Polish company CEDI is working hard to enhance its presence in the small hydro industry at home and further afield. In doing so it has established a close working relationship with local Cracow University of Technology and clearly voices its belief that technological innovation is the way forward for small hydro.


CEDI was established in 2007 in the outskirts of Cracow in southern Poland. As an engineering company its focus was on innovative technology within the hydropower, oil and gas sectors, but its oil and gas activity was later sold and CEDI has since focused on small hydro.

The founder of CEDI, Mads Grahl-Madsen, is a graduate of The Norwegian University of Science and Technology and majored in the design of hydraulic turbines, pumps and turbo machinery. He has 30 years’ experience both as an academic and as a practising engineer.

CEDI presently has 11 employees, all with MSc or PhD qualifications covering areas such as mechanical, electrical, civil and environmental engineering and hydrology. The company has developed a close relationship with Cracow University of Technology, and some of CEDI’s employees have their main position at the university, working part-time with CEDI. This ensures CEDI access to updated technology and continuous research and development within core technologies such as control systems, power electronics and electrical machinery. This arrangement is beneficial to both parties. CEDI’s cooperation with the university allows them access to lab facilities, while the university benefits from using CEDI’s test equipment as part of their curriculum for students.

The part-time employment of university staff in CEDI also brings practical experience into the education of future engineers and at the same time gives CEDI the opportunity to recruit engineers with competence in core technologies relevant to the hydro industry. Similar models of cooperation between industrial companies and universities have been used for many years in Norway, and have been instrumental in several Norwegian companies’ success within the oil and gas sector. Experience has shown that such cooperation creates a competitive edge in a fast developing industry.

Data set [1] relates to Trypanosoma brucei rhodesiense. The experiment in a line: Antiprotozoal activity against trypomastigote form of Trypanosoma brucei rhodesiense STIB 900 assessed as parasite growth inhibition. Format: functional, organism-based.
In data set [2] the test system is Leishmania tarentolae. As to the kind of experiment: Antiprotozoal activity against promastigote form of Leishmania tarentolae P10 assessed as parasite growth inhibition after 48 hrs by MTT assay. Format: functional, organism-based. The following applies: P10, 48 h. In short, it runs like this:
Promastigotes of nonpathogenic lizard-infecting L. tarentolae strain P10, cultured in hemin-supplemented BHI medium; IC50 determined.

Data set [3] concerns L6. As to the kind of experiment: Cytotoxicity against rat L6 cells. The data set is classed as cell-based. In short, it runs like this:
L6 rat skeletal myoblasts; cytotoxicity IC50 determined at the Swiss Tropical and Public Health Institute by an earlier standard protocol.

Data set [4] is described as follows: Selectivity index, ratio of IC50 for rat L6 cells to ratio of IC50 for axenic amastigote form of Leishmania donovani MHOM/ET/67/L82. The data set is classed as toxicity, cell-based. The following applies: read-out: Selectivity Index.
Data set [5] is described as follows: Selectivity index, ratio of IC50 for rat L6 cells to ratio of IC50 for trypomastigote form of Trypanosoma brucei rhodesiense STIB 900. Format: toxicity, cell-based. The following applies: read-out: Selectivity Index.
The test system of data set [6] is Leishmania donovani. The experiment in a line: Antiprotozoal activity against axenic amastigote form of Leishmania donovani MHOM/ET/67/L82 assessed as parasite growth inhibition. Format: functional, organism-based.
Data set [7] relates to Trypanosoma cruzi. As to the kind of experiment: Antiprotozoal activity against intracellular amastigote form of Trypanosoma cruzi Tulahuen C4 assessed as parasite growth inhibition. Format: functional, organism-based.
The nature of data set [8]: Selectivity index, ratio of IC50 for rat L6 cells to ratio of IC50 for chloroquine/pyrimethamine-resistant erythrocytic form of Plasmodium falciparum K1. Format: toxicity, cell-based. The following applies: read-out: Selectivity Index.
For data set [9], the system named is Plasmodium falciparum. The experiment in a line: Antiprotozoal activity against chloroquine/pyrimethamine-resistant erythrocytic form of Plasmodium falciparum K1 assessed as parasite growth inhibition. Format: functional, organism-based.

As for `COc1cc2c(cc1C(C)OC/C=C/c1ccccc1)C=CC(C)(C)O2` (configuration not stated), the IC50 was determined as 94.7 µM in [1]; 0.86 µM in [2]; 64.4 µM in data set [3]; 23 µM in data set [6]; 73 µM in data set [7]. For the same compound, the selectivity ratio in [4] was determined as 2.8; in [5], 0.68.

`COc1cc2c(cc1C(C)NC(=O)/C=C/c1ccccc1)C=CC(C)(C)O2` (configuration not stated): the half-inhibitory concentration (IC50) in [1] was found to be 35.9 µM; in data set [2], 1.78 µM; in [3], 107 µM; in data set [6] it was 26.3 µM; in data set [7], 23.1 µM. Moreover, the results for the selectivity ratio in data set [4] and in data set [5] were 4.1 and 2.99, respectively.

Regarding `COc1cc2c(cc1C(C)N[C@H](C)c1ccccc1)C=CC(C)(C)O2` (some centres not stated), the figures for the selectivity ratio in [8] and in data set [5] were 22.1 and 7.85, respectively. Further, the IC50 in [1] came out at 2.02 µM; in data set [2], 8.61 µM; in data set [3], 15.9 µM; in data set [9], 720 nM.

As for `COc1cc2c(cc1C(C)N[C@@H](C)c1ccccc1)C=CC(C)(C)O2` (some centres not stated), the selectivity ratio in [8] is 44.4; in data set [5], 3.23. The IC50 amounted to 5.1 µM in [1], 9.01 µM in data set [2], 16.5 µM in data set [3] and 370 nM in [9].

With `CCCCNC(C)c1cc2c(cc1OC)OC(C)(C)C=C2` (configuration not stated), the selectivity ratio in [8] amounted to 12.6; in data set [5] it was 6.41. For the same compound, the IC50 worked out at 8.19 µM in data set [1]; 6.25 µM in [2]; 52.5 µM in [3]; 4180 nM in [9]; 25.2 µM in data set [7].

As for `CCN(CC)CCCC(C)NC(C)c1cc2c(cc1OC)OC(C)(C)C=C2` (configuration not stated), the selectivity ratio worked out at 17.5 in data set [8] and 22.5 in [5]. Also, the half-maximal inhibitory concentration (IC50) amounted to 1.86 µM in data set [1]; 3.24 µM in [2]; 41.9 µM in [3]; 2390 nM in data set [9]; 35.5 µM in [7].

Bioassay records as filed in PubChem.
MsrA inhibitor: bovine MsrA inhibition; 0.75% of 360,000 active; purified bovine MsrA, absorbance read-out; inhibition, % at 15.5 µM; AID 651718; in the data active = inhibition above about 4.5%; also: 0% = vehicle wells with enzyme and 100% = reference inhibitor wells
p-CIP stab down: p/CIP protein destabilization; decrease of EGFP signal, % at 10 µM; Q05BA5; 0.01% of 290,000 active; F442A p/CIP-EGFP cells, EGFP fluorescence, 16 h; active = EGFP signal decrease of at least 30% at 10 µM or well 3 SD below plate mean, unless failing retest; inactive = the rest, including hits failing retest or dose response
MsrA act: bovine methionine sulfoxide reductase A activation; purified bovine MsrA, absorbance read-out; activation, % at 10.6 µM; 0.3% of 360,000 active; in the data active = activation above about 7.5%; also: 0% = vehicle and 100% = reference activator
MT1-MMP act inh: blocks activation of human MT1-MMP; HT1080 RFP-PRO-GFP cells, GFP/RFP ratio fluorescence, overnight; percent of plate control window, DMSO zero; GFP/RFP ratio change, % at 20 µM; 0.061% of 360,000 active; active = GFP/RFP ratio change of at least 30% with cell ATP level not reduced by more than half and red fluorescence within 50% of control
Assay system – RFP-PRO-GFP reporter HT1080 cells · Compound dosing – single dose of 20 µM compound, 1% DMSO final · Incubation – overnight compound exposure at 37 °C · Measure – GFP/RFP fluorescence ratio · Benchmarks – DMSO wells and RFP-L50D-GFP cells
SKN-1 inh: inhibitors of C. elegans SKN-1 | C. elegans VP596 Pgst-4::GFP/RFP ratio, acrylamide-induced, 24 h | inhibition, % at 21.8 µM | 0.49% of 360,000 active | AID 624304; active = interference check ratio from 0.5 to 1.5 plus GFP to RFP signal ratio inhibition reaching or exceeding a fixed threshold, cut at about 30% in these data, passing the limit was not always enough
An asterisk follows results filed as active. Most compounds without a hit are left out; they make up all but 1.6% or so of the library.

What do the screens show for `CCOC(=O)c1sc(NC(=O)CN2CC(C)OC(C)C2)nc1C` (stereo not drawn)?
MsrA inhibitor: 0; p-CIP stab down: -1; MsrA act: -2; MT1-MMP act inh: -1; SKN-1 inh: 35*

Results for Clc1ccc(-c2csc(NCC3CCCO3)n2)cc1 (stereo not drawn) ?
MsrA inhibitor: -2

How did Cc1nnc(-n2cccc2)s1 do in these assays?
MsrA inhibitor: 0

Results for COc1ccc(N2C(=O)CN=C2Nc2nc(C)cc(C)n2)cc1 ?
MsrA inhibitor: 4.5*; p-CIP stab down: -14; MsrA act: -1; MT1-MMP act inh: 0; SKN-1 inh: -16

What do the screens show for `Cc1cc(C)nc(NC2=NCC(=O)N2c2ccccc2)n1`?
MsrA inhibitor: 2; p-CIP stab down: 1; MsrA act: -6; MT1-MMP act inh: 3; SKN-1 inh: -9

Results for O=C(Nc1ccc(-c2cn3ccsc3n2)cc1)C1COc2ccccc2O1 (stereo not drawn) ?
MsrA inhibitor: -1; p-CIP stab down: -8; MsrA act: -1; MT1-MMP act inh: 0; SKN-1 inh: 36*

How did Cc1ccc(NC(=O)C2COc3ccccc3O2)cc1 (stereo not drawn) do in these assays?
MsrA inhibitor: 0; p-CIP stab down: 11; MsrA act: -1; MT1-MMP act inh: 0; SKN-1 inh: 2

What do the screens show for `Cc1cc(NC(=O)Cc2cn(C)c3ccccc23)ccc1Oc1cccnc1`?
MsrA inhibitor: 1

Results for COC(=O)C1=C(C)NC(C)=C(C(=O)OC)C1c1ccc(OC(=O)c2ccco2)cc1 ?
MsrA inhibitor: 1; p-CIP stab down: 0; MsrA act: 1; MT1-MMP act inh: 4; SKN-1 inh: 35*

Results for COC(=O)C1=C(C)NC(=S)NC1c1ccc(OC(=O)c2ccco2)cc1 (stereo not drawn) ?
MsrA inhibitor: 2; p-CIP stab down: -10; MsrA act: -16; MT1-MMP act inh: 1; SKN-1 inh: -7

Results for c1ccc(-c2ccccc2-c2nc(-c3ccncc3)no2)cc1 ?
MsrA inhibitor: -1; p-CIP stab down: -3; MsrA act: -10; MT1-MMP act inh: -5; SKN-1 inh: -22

Technological development

CEDI was instrumental in the establishment of the Norwegian company Turbinova which held a patent for an innovative low head turbine where the turbine was integrated in the generator. As a consequence CEDI was given the contract of developing this turbine, which operates under variable speed.

Initial tests were carried out at Wroclaw University of Technology and Cracow University of Technology. On behalf of Turbinova AS, CEDI designed, manufactured, installed and commissioned two 75kW turbines in Biala Nysa in the south of Poland. The plant is located at an altitude of 250m, 600km from the Baltic Sea and utilises a head of 3m.

Although southern Poland has the Beskids and Sudetes mountains as a border against the Slovak and the Czech Republics, Poland is a flat country dominated by relatively small rivers running northwards. Power plants without or with only very small reservoirs will continue to be instrumental in the future development of Polish hydro power potential.

Such installations are characterised by relatively large fluctuations in flow and head and traditional technology such as Kaplan, Bulb and S-turbines will consequently suffer from significant variations in efficiency, as their performance is sensitive to such variations. If they are of a complicated design with heavily loaded mechanisms and bearings this can often create operational problems. CEDI and Turbinova’s concept, where the turbine is operated under variable speed, does not have the same disadvantages. The variable speed adds a degree of freedom in the same way the adjustment of the runner blade does in Kaplan, Bulb and S-turbines, but removes the performance dependency of the head. The use of a permanent magnet generator, developed by the Italian manufacturer Soga, likewise removes the need for heavily loaded thrust bearings as the integrated generator itself to some degree acts as a magnetic thrust bearing.

The variable speed concept also avoids operation outside the envelope where draft tube surges tend to be dominating and where pulsations can limit the operational area of traditional turbines. The turbines installed in Bila Nysa have been operated as low as 5% of nominal flow without occurrence of pulsations.

As always everything comes at a price. The variable speed concept is dependent on power electronics in order to supply a current of constant frequency to the grid. However, this in turn eliminates the installation of flywheels which in many small hydro plants is a necessity in order to get enough rotating mass to prevent variations in frequency due to changes of load. CEDI and Turbinova’s variable speed technology therefore will be very well suited in environments where the turbine has to be operated in isolated grids, or in rural areas where little electrical infrastructure are present.

Figure 2 shows a typical existing infrastructure in Poland, which as yet has not been utilised for hydro power purposes. In cooperation with an investor, CEDI has developed a concept where the turbine room is almost invisible and the electrical installation and control system is located above the flood mark. This concept will minimise environmental impacts as the site is situated within a European Ecological Natura 2000 area.